A privately registered Cessna 172 crashed into the trees near the sixth hole of Crawford Bay’s Kokanee Springs Golf Resort on Saturday evening, killing one person and seriously injuring another.
The accident occurred after the pilot attempted to land at the nearby airstrip, but aborted his landing at the last moment.
“I’m still emotionally overwrought,” said Kokanee Chalets’ owner Paul Hindson, who had been playing tennis nearby when he heard an explosive thump. He dropped his racket and ran to investigate.
Brant Hann, a paramedic and pilot from Calgary who was walking his dog when the crash occurred, witnessed the entire event and recounted what he saw to Hindson.
“The pilot felt he wasn’t going to make a good landing, so he tried to take off again to take another shot,” said Hindson. “On the highway there are two big rows of electrical lines. He cleared those, and whether he went into a stall or lost forward motion, I don’t know. But he came down in the trees.”
“We heard a weird chopping sound,” said Ingrid Baetzel, who was at the tennis courts with her husband Juergen when the plane went down.
“We heard later it was porpoising,” she said, referring to pilot-induced oscillation that occurs when a pilot inadvertently corrects in opposite directions, causing the plane to violently switch between upward and downward directions. The plane ultimately came to rest on its back and caught fire.
“We were running in with the very first people and the front end was fully engulfed in flames,” said Baetzel. A number of heroic passersby put themselves in danger to help rescue the pair trapped inside.
“I’m really proud of those guys. When you’re the first ones there it’s so hard to know what’s right,” said Baetzel. “I saw the fire and I didn’t want my husband running towards it, but I absolutely understood his need to help.”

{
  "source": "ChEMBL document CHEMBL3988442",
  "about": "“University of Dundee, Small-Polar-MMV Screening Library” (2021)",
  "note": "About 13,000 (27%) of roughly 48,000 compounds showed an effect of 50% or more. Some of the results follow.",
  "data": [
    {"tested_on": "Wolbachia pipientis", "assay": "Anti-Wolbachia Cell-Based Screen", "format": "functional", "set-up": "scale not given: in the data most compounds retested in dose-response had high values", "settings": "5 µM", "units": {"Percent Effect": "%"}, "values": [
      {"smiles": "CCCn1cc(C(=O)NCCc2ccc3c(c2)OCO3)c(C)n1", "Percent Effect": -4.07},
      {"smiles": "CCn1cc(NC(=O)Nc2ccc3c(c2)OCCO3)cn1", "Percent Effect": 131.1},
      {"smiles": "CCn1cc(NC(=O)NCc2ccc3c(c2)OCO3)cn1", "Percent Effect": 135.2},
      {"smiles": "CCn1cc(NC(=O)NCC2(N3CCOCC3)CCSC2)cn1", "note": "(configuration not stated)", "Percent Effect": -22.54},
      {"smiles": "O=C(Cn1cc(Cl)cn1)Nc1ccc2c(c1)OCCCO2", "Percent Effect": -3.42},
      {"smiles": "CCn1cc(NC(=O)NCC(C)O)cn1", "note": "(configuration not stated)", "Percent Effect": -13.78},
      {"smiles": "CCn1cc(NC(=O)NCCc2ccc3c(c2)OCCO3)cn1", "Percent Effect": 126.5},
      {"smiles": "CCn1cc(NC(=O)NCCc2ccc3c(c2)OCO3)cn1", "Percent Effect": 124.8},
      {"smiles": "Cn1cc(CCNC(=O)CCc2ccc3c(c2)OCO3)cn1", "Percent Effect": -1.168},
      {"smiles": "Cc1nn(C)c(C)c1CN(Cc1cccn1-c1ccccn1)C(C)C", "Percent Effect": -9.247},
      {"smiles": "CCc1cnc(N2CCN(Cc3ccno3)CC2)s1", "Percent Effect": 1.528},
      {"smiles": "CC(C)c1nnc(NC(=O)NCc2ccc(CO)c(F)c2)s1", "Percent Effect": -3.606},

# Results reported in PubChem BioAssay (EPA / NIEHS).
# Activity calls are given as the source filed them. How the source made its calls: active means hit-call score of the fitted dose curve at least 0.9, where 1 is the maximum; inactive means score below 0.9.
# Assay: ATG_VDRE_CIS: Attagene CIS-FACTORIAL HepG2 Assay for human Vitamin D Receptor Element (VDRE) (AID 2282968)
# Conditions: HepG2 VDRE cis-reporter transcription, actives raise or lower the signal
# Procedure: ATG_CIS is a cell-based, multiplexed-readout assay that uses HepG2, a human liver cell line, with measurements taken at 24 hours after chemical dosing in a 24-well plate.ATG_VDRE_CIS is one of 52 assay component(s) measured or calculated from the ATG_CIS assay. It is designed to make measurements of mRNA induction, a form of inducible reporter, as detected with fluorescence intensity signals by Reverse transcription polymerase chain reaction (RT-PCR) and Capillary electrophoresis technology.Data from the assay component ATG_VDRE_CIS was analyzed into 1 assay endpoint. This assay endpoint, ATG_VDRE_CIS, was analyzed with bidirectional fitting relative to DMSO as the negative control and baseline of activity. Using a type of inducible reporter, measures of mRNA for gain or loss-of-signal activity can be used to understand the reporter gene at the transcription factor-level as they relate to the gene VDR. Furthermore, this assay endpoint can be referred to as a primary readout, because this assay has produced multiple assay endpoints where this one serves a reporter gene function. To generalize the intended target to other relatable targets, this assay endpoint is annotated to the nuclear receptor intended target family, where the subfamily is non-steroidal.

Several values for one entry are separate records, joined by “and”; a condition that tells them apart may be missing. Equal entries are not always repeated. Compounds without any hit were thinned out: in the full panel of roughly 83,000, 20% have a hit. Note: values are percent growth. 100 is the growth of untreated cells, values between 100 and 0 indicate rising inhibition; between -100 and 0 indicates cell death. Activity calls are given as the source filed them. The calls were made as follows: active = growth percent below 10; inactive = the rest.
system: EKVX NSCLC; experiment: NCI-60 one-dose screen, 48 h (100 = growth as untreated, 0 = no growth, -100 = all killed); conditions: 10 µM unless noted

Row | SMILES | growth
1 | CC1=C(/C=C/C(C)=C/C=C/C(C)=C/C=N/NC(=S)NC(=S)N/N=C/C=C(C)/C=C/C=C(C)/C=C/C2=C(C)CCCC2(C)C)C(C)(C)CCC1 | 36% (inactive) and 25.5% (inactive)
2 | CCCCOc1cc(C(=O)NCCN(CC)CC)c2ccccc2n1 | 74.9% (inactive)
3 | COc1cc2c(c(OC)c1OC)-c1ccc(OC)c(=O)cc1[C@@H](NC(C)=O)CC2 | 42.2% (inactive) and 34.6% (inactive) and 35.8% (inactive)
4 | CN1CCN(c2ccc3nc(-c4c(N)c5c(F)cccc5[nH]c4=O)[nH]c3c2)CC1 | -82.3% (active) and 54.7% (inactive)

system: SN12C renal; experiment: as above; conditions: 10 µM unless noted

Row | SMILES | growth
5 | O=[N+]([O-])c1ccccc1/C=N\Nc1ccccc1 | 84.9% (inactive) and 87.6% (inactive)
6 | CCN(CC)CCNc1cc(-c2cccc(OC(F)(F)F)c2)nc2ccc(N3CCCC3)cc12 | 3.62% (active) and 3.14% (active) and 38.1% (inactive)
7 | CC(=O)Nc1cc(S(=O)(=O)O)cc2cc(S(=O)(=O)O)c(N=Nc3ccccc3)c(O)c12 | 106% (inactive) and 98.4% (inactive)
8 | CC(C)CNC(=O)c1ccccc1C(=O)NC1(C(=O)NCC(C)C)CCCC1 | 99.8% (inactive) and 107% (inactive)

Hindson and Baetzel’s husband were among the first to reach the wreckage and attempt to remove the occupants. Hindson said one of the rescuers kicked in the door, and then they worked together to extricate the pair.
“It was a blur. If you hesitate, you’re not going to do it. That’s the way I look at it,” said Hindson. “It certainly wasn’t a place I wanted to hang around very long. It was a volatile situation with a good chance of explosion.”
The rescuers were able to remove the female passenger quickly. They pulled her approximately 15 feet (4.6 m) away from the plane, and began to administer first aid on the fairway.
“I remember helping get the lady out. Her head was caught in the roof, so we had to pull her head up so she could be dragged out. It was pretty stressful while the plane was in flames,” he said.
Though she received aggressive treatment, including CPR, Baetzel and Hindson both believe the female passenger was killed on impact. This has yet to be confirmed.
“She was really small. It’s hard to tell, she could’ve been anywhere from a teenager to 20, max,” Baetzel said.
“They made some efforts to resuscitate her, and that was taken over by the paramedics. But there was a sense she was gone before she was even pulled out.”
The rescuers had to cut the pilot free from his harness.
“We had to manuever and wiggle him around. He was conscious, trying to talk to us. Nothing comprehensible, just babbling,” said Hindson.
Only moments after they removed the pilot from the plane, the flames intensified.
“They got him to safety and right after there was a series of explosions,” said Baetzel.
Creston RCMP and the BC Coroners Service responded to the crash.
The BC Coroners Service has confirmed the identity of the woman as Jane Yvonne Lavallee, aged 48, of Edmonton, Alberta.
The plane was registered in Alberta to an Edmonton man named Michal J. Kantoch, but it has not been confirmed whether he was flying the plane at the time of the accident.
The pilot suffered serious burns and was medevaced from the scene and transported to hospital.
Photos of the wreckage proliferated on Facebook and social media. The images show the burning fuselage jutting out of the trees.
A number people were later taken to hospital to be treated for smoke inhalation. They were released that night.
Hindson praised all involved in the rescue effort, and said he believes anybody would do the same for him.
“I’m a 40-year motorcycle rider. Maybe one day I’ll be lying in the road and somebody will have to help me. It only struck me afterwards the danger we were in. But we had to make an effort go get those people out,” he said.
“It was worth it for a couple reasons. We saved the pilot’s life, and even though the woman was deceased, now the family will have her body, instead of it being burned beyond recognition.”
Now back at work, Hindson remarked on the surreal feel of the whole event.
“It was like something out of a movie,” he said.